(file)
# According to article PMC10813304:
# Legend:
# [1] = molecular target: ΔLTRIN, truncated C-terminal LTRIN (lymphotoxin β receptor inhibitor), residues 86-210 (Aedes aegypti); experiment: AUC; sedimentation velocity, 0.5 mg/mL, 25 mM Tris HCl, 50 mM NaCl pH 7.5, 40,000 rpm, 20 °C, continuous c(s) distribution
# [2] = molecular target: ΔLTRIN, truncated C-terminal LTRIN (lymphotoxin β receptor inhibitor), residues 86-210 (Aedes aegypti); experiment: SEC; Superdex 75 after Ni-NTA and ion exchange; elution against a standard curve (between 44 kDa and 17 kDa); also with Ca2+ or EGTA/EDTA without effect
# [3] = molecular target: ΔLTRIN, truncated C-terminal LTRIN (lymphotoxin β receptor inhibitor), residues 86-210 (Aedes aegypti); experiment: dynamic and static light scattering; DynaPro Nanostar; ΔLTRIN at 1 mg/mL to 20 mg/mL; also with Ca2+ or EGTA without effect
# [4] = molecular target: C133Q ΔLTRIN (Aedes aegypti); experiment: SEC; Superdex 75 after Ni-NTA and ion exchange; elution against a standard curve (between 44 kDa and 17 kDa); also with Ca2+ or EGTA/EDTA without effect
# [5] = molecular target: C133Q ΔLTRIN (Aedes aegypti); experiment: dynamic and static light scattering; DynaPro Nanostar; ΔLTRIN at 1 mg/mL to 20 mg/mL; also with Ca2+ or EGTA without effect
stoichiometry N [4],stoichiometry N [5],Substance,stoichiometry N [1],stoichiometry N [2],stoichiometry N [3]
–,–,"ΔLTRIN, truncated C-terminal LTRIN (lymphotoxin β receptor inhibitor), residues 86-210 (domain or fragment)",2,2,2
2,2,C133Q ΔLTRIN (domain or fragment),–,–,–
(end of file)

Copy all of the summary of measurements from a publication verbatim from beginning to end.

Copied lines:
# According to article PMC10813304:
# Legend:
# [1] = molecular target: ΔLTRIN, truncated C-terminal LTRIN (lymphotoxin β receptor inhibitor), residues 86-210 (Aedes aegypti); experiment: AUC; sedimentation velocity, 0.5 mg/mL, 25 mM Tris HCl, 50 mM NaCl pH 7.5, 40,000 rpm, 20 °C, continuous c(s) distribution
# [2] = molecular target: ΔLTRIN, truncated C-terminal LTRIN (lymphotoxin β receptor inhibitor), residues 86-210 (Aedes aegypti); experiment: SEC; Superdex 75 after Ni-NTA and ion exchange; elution against a standard curve (between 44 kDa and 17 kDa); also with Ca2+ or EGTA/EDTA without effect
# [3] = molecular target: ΔLTRIN, truncated C-terminal LTRIN (lymphotoxin β receptor inhibitor), residues 86-210 (Aedes aegypti); experiment: dynamic and static light scattering; DynaPro Nanostar; ΔLTRIN at 1 mg/mL to 20 mg/mL; also with Ca2+ or EGTA without effect
# [4] = molecular target: C133Q ΔLTRIN (Aedes aegypti); experiment: SEC; Superdex 75 after Ni-NTA and ion exchange; elution against a standard curve (between 44 kDa and 17 kDa); also with Ca2+ or EGTA/EDTA without effect
# [5] = molecular target: C133Q ΔLTRIN (Aedes aegypti); experiment: dynamic and static light scattering; DynaPro Nanostar; ΔLTRIN at 1 mg/mL to 20 mg/mL; also with Ca2+ or EGTA without effect
stoichiometry N [4],stoichiometry N [5],Substance,stoichiometry N [1],stoichiometry N [2],stoichiometry N [3]
–,–,"ΔLTRIN, truncated C-terminal LTRIN (lymphotoxin β receptor inhibitor), residues 86-210 (domain or fragment)",2,2,2
2,2,C133Q ΔLTRIN (domain or fragment),–,–,–